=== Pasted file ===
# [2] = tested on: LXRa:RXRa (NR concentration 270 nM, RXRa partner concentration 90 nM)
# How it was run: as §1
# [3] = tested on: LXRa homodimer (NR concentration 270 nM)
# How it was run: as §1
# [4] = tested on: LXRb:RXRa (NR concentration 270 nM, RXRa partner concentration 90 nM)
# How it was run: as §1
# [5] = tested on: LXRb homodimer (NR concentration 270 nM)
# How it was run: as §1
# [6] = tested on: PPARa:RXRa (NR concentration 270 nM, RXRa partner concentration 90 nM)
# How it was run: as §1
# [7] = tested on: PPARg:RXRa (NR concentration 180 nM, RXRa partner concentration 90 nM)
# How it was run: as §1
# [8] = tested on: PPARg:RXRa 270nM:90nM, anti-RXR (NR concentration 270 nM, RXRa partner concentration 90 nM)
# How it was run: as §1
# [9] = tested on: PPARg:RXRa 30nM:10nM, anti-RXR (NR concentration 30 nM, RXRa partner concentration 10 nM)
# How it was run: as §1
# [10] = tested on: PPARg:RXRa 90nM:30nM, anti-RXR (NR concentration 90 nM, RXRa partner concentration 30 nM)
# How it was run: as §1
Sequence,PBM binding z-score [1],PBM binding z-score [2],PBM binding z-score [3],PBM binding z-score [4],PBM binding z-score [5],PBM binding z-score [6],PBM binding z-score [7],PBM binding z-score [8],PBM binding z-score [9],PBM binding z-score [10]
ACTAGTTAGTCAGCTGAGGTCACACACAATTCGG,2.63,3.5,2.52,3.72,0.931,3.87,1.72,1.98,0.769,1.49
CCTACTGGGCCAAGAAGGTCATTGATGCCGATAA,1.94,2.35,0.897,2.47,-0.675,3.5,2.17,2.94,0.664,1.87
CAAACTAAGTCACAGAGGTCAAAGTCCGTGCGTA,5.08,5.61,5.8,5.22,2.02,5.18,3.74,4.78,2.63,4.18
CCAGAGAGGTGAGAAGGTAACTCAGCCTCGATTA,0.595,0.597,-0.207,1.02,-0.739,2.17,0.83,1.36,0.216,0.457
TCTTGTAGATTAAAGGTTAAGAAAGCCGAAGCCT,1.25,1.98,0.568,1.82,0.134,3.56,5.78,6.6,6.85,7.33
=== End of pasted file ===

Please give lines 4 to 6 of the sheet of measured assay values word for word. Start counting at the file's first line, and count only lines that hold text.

# How it was run: as §1
# [4] = tested on: LXRb:RXRa (NR concentration 270 nM, RXRa partner concentration 90 nM)
# How it was run: as §1